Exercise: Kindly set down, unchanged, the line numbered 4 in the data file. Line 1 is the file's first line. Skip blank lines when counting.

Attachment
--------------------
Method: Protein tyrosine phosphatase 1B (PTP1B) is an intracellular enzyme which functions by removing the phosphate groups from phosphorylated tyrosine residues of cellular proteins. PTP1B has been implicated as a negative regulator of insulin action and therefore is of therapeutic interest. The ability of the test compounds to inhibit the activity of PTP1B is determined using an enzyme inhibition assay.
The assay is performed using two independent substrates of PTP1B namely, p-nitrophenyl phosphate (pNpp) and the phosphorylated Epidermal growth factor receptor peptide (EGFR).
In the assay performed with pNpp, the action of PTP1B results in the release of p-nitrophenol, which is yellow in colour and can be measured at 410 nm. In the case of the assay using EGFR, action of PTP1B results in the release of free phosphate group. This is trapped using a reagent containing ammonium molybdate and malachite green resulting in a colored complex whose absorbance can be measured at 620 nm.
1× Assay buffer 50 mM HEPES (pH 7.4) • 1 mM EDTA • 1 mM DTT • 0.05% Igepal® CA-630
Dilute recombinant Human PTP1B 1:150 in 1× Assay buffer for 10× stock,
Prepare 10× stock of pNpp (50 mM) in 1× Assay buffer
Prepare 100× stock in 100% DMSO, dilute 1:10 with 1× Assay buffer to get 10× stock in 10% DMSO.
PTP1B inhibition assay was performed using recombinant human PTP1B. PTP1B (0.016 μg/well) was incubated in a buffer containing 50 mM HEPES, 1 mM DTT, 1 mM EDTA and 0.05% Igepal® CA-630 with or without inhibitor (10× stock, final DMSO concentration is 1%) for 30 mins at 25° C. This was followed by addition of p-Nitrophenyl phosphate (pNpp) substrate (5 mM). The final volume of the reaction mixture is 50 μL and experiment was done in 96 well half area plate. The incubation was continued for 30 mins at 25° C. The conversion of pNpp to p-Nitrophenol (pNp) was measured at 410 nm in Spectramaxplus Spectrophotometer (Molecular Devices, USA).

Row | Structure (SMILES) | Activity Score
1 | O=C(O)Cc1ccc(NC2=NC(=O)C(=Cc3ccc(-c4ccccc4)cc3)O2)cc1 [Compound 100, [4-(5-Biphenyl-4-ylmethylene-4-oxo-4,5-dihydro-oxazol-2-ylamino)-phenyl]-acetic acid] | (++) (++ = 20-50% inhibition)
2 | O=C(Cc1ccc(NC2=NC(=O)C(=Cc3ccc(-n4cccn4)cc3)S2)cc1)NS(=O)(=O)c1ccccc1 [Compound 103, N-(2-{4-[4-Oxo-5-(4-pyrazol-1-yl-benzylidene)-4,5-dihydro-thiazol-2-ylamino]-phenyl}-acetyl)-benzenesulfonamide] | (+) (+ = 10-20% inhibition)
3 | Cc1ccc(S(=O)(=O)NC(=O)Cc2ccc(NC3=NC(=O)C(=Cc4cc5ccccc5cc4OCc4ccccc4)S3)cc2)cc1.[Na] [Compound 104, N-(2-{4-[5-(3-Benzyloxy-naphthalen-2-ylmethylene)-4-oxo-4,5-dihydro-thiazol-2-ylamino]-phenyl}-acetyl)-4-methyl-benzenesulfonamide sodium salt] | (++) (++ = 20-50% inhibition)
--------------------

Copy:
1× Assay buffer 50 mM HEPES (pH 7.4) • 1 mM EDTA • 1 mM DTT • 0.05% Igepal® CA-630